COLUMBUS, Ohio (WCMH) – An overwhelming majority of Ohio’s parents trust the state’s K-12 teachers to set their children up for success.

A statewide survey of nearly 1,400 parents of school students in Ohio revealed on Monday that “whole child” approaches to education – like social-emotional skills, free meal services, and mental health and housing support – are highly revered by parents.

Conducted over a three-week period in May by the Children’s Defense Fund-Ohio and Baldwin Wallace University’ Community Research Institute, the survey found that 90% of parents see teachers as role models for their kids and even more, 93%, trust teachers to deliver age-appropriate instruction, including topics about race and gender identity.

“We’ve really seen a lot of divisiveness around a lot of these ‘whole child’ approaches – which includes social-emotional learning and ensuring children are supported and challenged and engaged in their learning – so we really just wanted to understand, ‘Is this representative of what parents want for their children?’” Alison Paxson, communications and policy associate at the Children’s Defense Fund-Ohio, said.

Most of the parents surveyed, 78%, send their children to public schools. Another 10% enrolled their children in private schools, 4% in charter/community schools, and the remaining 6% reported homeschooling their children.

The sample included slightly more Republican parents, 34%, than the 30% who identified as Democrats. The remaining 30% reported being independent voters.

The overwhelming majority of respondents, 93%, said they trust their child’s teacher to deliver curriculum in an age-appropriate manner. And more often than not, Paxson said, parents proffered their support for teachers discussing topics like race, sexual orientation, and gender identity in the classroom.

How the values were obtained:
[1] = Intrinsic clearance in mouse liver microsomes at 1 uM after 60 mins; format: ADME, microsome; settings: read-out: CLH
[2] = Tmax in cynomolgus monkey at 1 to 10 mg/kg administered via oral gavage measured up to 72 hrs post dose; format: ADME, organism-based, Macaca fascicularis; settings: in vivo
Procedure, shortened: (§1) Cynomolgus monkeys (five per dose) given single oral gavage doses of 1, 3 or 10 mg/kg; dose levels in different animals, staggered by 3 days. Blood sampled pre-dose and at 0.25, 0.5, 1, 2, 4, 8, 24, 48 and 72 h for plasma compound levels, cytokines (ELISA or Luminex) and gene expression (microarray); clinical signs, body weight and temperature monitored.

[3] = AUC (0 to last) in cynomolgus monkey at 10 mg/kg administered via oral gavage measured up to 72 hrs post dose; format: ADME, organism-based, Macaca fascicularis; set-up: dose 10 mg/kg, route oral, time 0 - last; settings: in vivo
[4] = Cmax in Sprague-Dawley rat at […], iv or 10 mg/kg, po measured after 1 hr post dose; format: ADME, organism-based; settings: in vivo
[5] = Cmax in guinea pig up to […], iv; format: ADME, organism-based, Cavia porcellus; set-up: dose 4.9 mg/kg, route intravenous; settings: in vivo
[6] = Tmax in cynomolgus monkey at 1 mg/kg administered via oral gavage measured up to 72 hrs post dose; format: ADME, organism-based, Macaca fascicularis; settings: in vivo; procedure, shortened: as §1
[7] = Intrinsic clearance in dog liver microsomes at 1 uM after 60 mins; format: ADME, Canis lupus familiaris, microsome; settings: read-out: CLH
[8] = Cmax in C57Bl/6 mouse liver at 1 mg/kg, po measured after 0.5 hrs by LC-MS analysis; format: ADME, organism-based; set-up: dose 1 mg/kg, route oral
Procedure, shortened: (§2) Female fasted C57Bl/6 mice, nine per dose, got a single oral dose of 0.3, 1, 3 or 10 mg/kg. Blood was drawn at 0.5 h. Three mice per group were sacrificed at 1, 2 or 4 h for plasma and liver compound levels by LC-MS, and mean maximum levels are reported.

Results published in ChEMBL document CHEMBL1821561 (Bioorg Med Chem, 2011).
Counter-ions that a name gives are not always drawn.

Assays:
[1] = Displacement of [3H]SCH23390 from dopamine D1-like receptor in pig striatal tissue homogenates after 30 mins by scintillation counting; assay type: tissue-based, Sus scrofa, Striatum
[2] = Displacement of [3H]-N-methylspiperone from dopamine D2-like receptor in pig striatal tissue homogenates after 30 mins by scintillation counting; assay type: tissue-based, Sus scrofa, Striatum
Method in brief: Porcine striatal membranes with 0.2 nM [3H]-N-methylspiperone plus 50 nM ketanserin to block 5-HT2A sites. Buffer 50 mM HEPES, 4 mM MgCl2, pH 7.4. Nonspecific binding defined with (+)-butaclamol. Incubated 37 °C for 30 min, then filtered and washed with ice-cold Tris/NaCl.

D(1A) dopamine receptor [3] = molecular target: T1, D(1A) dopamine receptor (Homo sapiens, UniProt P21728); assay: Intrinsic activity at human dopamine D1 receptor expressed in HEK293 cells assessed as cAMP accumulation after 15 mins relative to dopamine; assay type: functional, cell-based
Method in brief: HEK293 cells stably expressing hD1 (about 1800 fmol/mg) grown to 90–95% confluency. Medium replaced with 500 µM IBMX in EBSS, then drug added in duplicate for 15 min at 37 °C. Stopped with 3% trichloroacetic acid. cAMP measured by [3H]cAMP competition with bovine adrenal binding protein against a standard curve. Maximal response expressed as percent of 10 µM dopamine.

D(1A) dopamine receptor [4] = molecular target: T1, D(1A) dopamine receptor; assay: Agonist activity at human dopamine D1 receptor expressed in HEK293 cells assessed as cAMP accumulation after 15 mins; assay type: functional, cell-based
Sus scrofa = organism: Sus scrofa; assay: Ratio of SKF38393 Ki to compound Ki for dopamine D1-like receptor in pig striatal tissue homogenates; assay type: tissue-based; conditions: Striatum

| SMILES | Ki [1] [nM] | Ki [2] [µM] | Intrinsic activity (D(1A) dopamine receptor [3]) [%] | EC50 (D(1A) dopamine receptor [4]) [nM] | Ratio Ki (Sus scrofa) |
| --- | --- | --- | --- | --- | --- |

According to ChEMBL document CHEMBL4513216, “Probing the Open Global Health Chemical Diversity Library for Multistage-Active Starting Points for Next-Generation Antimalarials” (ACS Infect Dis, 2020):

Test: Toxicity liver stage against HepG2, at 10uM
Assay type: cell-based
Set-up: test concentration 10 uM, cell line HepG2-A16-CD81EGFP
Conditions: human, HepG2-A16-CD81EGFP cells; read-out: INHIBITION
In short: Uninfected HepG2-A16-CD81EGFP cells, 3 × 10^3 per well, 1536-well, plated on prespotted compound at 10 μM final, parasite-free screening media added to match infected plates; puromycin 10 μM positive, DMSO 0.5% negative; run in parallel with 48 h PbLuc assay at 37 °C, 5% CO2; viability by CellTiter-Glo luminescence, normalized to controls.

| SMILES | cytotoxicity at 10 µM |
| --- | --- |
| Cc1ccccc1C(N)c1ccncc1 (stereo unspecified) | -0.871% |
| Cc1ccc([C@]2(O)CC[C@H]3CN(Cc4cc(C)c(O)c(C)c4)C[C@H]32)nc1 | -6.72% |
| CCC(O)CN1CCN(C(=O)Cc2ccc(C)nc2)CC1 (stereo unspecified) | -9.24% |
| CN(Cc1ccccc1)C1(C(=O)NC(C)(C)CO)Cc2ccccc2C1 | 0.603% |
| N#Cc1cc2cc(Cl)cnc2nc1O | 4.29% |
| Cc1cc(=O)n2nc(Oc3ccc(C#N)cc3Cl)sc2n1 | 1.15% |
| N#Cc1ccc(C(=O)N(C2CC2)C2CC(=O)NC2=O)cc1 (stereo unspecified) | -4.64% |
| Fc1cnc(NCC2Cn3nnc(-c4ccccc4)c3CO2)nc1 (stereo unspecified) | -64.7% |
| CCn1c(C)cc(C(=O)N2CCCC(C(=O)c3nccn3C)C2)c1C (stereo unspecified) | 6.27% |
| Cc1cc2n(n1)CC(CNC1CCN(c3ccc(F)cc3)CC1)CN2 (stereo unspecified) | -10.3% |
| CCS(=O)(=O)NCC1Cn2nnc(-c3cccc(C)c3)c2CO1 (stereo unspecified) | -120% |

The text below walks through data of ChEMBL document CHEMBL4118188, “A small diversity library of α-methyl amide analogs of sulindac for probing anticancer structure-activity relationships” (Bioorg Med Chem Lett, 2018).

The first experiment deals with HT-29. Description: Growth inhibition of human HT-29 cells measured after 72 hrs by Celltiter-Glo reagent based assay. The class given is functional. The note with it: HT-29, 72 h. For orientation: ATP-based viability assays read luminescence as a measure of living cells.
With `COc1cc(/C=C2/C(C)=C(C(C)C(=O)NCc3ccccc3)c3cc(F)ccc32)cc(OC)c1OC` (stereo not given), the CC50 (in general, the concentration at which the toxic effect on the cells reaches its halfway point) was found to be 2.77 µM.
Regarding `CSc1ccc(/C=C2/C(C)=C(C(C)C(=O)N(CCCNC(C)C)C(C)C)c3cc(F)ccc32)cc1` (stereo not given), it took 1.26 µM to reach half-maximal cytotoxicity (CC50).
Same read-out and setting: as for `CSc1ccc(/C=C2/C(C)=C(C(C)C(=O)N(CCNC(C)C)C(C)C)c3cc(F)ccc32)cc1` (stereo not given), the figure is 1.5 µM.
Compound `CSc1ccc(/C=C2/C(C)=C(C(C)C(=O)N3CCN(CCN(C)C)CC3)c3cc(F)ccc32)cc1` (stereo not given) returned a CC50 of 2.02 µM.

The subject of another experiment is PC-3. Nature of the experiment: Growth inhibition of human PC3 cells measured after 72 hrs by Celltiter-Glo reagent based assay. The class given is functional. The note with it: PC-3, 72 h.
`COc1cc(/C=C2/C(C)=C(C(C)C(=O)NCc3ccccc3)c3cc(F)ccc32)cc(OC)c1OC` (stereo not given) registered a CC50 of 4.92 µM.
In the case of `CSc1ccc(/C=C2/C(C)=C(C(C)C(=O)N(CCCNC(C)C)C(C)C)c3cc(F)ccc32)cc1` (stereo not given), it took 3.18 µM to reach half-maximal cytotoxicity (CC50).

• Statement: I trust my child’s teacher to: Teach my child age-appropriate content.
    • 93% agreed; 5.8% disagreed; 1.2% haven’t thought about this
  • Statement: Schools should use evidence-based curriculum and instruction to educate students.
    • 86.9% agreed; 6.8% disagreed; 6.3% haven’t thought about this
  • Statement: Schools should use curriculum and instructional materials relevant to the life experiences, cultures, languages of their students.
    • 84.9% agreed; 9.8% disagreed; 5.3% haven’t thought about this
  • Statement: Schools should help my child(ren) learn the following skills before they graduate from high school: How to examine prejudices and biases.
    • 85.4% agreed; 9.6% disagreed; 5% haven’t thought about this

Along with the 85% of parents who want teachers to help students examine prejudices and biases, Paxson said the widespread support for social issues in school curriculum conflicts with Ohio lawmakers’ attempts to ban the instruction of so-called “divisive concepts,” like critical race theory and LGBTQ+ issues, in certain grade levels.

“Ohio parents of children in K-12 schools don’t see these so-called divisive concepts as all that divisive,” Paxson said. “I think this should be a wake-up call to Ohio lawmakers who are pushing legislation like House Bill 616 and House Bill 327. This doesn’t appear from the data to be what parents want.”